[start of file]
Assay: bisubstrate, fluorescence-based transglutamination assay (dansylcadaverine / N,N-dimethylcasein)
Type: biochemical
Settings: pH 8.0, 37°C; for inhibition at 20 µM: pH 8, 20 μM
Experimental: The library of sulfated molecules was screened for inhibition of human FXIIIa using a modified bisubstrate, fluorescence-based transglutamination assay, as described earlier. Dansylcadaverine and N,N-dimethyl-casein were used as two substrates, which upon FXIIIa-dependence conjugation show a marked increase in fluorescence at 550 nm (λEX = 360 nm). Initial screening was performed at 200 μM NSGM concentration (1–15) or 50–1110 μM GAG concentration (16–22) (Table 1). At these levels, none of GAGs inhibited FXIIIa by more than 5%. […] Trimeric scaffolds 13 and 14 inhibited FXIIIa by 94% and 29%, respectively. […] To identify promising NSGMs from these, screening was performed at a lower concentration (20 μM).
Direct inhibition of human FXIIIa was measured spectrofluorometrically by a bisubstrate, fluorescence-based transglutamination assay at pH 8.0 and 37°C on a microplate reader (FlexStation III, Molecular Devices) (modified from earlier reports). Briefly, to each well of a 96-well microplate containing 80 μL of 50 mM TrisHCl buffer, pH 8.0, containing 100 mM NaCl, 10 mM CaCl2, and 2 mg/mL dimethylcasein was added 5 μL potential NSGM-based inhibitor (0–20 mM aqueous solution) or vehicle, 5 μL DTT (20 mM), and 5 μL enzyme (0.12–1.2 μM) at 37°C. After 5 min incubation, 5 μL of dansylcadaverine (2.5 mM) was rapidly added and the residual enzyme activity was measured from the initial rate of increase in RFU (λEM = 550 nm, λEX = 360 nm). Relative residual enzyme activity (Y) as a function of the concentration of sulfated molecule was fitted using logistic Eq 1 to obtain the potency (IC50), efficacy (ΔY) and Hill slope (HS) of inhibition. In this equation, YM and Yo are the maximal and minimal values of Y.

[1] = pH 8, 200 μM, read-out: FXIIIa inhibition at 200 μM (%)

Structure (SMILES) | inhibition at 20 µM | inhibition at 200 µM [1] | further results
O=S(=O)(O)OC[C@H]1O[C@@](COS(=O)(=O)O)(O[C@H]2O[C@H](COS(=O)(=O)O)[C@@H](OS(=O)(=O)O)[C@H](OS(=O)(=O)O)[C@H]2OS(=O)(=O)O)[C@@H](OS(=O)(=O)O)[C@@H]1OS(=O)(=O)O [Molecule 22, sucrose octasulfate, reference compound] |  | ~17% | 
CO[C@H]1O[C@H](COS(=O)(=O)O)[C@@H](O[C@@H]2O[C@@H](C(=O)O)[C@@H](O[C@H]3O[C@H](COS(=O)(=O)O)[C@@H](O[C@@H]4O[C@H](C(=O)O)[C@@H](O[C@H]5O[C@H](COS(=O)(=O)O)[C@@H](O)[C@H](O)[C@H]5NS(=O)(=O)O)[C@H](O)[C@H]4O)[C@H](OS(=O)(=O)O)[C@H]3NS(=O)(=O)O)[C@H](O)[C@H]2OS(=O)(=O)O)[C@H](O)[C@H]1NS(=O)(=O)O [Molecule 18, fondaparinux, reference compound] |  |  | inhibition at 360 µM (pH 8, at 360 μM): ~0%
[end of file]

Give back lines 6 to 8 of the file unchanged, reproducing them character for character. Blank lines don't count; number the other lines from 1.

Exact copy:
[1] = pH 8, 200 μM, read-out: FXIIIa inhibition at 200 μM (%)

Structure (SMILES) | inhibition at 20 µM | inhibition at 200 µM [1] | further results
O=S(=O)(O)OC[C@H]1O[C@@](COS(=O)(=O)O)(O[C@H]2O[C@H](COS(=O)(=O)O)[C@@H](OS(=O)(=O)O)[C@H](OS(=O)(=O)O)[C@H]2OS(=O)(=O)O)[C@@H](OS(=O)(=O)O)[C@@H]1OS(=O)(=O)O [Molecule 22, sucrose octasulfate, reference compound] |  | ~17% | 